Working In These Times
Verizon Workers Suspend Strike and Resume Talks—But Strategy for Victory Unclear
On Saturday, 45,000 Verizon workers suspended their two-week-long strike and agreed to return to work today. Contract talks are set to continue this coming weekend.
Unions agreed that the workers, members of the Communication Workers of America and the International Brotherhood of Electrical Workers unions, would continue working under their expired contract until a new contract can be reached. Verizon previously had not agreed to allow workers to work under their existing contract. Under the terms of the back-to-work agreement, Verizon workers cannot strike again for another 30 days and must give seven days’ notice to Verizon if they intend to strike again.
The workers did not settle a new contract, but Verizon agreed to continue bargaining under a new format that union leaders feel will be more productive. CWA Communications Director Candice Johnson said, “We reset bargaining and put in place a structure with Verizon that we will use to move forward and bargain over the issues important to workers, around jobs and maintaining their standard of living. Many management demands were dropped.” Johnson would not disclose the ways in which bargaining has been narrowed.
Verizon VP for Human Resources Marc Reed, however, told the New York Times, “The company hasn’t conceded any of its proposal…At the end of the day we still have healthcare on the table. We still have proposals on job security and moving work on the table.”
It has been made public, though, that Verizon has restructured the way it is bargaining the contract. Previously union leaders representing CWA and IBEW locals from New England to New York bargained at one table and union leaders representing CWA and IBEW locals south of New York bargained at another table. Now, union leaders from Maine to Virginia from both unions will bargain at one table, Johnson says.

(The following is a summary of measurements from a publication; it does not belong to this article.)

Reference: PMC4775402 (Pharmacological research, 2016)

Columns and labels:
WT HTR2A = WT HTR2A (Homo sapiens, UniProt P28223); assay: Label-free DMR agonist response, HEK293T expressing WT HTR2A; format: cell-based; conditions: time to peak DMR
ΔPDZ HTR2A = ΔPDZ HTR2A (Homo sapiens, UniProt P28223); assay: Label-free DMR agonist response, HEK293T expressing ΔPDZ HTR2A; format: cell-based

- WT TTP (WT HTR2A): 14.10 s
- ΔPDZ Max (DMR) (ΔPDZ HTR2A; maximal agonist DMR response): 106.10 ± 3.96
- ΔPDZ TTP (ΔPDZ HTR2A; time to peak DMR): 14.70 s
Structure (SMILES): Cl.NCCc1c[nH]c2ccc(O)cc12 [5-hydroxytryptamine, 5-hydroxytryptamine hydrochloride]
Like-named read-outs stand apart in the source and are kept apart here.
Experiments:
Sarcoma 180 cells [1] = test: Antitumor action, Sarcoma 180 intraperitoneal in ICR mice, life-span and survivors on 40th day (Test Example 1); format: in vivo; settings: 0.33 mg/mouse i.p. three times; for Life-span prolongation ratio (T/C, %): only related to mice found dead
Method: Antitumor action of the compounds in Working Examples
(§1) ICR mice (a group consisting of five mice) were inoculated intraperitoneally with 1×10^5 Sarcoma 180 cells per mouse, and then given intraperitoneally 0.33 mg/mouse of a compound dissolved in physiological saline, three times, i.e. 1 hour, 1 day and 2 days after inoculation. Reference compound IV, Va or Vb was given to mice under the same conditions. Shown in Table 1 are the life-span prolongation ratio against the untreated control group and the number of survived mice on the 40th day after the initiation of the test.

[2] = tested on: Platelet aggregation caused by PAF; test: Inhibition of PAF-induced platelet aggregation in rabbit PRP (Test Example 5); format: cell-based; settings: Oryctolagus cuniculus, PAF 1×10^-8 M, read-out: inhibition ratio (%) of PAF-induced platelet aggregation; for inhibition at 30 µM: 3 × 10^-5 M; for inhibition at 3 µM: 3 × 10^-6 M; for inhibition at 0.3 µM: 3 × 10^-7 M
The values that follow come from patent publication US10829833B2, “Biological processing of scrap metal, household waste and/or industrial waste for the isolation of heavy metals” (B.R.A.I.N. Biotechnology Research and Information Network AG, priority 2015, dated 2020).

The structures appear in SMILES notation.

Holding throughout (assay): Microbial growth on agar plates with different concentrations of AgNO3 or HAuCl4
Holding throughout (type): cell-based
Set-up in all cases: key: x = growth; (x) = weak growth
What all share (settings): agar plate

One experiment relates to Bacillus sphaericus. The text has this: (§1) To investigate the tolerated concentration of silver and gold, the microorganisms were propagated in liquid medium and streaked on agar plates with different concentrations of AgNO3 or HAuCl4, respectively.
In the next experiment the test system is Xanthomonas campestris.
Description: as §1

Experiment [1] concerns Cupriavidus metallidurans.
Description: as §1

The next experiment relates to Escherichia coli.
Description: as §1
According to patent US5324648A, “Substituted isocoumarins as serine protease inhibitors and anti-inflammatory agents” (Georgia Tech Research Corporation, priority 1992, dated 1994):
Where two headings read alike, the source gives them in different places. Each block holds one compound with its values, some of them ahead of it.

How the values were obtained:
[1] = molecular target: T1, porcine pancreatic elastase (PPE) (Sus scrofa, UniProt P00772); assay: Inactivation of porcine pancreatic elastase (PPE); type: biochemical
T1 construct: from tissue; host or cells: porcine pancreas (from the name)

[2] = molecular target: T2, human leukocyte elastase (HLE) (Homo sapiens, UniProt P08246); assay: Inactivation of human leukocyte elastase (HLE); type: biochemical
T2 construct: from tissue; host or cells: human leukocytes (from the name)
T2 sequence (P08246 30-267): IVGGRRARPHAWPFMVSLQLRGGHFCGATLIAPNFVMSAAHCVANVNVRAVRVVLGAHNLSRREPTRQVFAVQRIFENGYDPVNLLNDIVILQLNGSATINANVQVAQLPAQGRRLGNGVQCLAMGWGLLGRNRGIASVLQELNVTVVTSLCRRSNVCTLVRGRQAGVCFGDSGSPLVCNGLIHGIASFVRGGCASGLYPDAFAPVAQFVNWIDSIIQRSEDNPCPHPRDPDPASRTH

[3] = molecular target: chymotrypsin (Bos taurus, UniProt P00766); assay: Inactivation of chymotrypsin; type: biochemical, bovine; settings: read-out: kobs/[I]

Also, Verizon union employees will not be able to refuse to work overtime in the first week of their return to work. This will allow Verizon to insist that union employees fix a large backlog of work that has piled up as a result of the two week strike. The ability of Verizon to force workers to do mandatory overtime will hurt their ability to engage in “work to rule” tactics, wherein workers refuse to work overtime or work slowly (while always following all company rules) in an effort to hurt the company.
Some progressives were quick to denounce the ending of the strike. Writing in The Nation, labor journalist Brian Tierney wrote,
It is difficult to imagine favorable negotiations will occur following the bitter fighting of the last two weeks that saw the company launching an ugly propaganda campaign, running newspaper and radio ads that depicted the workers as greedy and accused them of sabotaging equipment…… Many workers were critical of this stance, arguing that it would be strategically unwise to return to work without a new contract.